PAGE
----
Aaliyah: The Princess of R&B, the controversial biopic of the late R&B singer, aired on Lifetime Saturday evening.

 Alexandra Shipp plays Aaliyah in Lifetime’s made-for-TV movie, which charts Aaliyah’s career from her 10-year-old debut on Star Search up until two days before her untimely death at 22. The Princess of R&B brings to the small screen the young singing sensation’s illicit relationship with R. Kelly and her rising status as a major player in both R&B and pop – and her potential to make it in the film industry.

‘Aaliyah: The Princess of R&B’ Reviews

Aaliyah: The Princess of R&B was produced under a cloud of controversy since Aaliyah’s family was not in support of the project. According to reviews of the TV movie, producers should have listened to her family’s wishes and stayed away from covering the singer. While some reviews noted that Shipp was OK in the role, most were left entirely underwhelmed by Lifetime’s latest biopic.

“It’s hard to defend Princess as anything more than a tabloid take on well-publicized statutory rape, not unlike Lifetime’s Outlaw Prophet: Warren Jeffs, which is especially gross considering the subject matter and the staunch objection of Aaliyah’s family. The movie may be named after her, but its production seems more inspired by another one of its characters, one with a tenuous grasp on the importance of consent.” Joshua Alson, AV Club

“Much like the 22-year-old’s legacy, the Lifetime movie “Aaliyah: The Princess of R&B,” is riddled with untapped potential. […] The thing is that pretty much sums up “Aaliyah: The Princess of R&B” in a nutshell. Despite a handful of great performances, this small-screen drama is a forgettable, overly publicized splash in the pan unworthy of the woman it earnestly but clumsily attempts to honor. What a shame.” – Mekeisha Madden Toby, The Wrap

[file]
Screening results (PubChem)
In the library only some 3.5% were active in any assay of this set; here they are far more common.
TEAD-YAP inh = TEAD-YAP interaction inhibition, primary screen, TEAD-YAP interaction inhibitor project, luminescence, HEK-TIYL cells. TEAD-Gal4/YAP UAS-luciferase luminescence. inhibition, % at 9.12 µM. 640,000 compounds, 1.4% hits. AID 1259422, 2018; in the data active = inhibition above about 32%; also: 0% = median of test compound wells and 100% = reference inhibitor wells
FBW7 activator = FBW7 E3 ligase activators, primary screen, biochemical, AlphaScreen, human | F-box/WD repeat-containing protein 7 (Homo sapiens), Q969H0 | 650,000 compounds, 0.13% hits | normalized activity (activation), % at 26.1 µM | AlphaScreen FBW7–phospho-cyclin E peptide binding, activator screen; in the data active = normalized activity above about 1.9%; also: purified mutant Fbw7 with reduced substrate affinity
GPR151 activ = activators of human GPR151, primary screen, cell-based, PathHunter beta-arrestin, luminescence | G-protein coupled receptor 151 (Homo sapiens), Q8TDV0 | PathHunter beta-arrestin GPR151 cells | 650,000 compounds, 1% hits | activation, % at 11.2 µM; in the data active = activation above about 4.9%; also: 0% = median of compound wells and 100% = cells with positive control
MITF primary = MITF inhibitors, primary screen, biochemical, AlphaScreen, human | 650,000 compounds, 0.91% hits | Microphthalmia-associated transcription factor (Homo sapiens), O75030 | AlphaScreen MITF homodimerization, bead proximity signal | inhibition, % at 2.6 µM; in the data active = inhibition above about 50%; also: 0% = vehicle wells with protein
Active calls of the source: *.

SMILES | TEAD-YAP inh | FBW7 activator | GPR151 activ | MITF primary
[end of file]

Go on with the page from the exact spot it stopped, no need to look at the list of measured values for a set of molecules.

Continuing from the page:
So at last, this potentially controversial production has found its premiere date on Lifetime, but the results don’t quite live up to the hype. Though her vocals don’t match Aaliyah’s gorgeous cadence (that would have been too much to ask of anyone), Shipp is beautiful and likable in the role but lacks a necessary magnetism. The same is essentially true for everyone in the production. Aaliyah: The Princess of R&B simmers along pleasantly, but never finds its fire.” – Allison Keene, The Hollywood Reporter

Once a network that aired unintentionally funny made-for-TV movies about tragic (but ultimately triumphant!) women and the men who wronged them, it has become a network that now regularly releases weak, pseudo-controversial, and above all, too-awful-for-words biopics about celebrities: the unfathomably bad Liz and Dick, the sleepy and boring Unauthorized Saved By the Bell Story, and the utterly shameless The Brittany Murphy Story. The network’s latest mistake is Aaliyah: The Princess of R&B, another horrendous mess to throw on top of Lifetime’s growing pile of crap.” – Pilot Viruet, Flavorwire